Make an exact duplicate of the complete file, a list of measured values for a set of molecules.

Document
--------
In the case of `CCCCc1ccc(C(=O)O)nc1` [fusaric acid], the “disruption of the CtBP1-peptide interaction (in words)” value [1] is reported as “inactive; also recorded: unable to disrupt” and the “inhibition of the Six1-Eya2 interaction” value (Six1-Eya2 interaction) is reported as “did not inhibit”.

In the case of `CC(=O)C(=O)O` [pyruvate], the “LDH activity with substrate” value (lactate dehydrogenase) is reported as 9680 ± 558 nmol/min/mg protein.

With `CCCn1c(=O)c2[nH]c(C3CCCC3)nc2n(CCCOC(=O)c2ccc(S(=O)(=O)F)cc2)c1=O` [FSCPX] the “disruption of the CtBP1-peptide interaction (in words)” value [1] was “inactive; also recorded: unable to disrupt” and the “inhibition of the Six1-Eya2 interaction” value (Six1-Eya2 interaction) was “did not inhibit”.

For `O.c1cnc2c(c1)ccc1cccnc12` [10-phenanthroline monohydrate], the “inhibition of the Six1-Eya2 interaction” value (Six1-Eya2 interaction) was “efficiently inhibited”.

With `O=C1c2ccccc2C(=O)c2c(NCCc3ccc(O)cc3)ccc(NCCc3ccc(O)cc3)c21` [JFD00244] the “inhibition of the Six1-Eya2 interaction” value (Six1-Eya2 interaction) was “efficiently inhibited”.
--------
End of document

In the case of `CCCCc1ccc(C(=O)O)nc1` [fusaric acid], the “disruption of the CtBP1-peptide interaction (in words)” value [1] is reported as “inactive; also recorded: unable to disrupt” and the “inhibition of the Six1-Eya2 interaction” value (Six1-Eya2 interaction) is reported as “did not inhibit”.

In the case of `CC(=O)C(=O)O` [pyruvate], the “LDH activity with substrate” value (lactate dehydrogenase) is reported as 9680 ± 558 nmol/min/mg protein.

With `CCCn1c(=O)c2[nH]c(C3CCCC3)nc2n(CCCOC(=O)c2ccc(S(=O)(=O)F)cc2)c1=O` [FSCPX] the “disruption of the CtBP1-peptide interaction (in words)” value [1] was “inactive; also recorded: unable to disrupt” and the “inhibition of the Six1-Eya2 interaction” value (Six1-Eya2 interaction) was “did not inhibit”.

For `O.c1cnc2c(c1)ccc1cccnc12` [10-phenanthroline monohydrate], the “inhibition of the Six1-Eya2 interaction” value (Six1-Eya2 interaction) was “efficiently inhibited”.

With `O=C1c2ccccc2C(=O)c2c(NCCc3ccc(O)cc3)ccc(NCCc3ccc(O)cc3)c21` [JFD00244] the “inhibition of the Six1-Eya2 interaction” value (Six1-Eya2 interaction) was “efficiently inhibited”.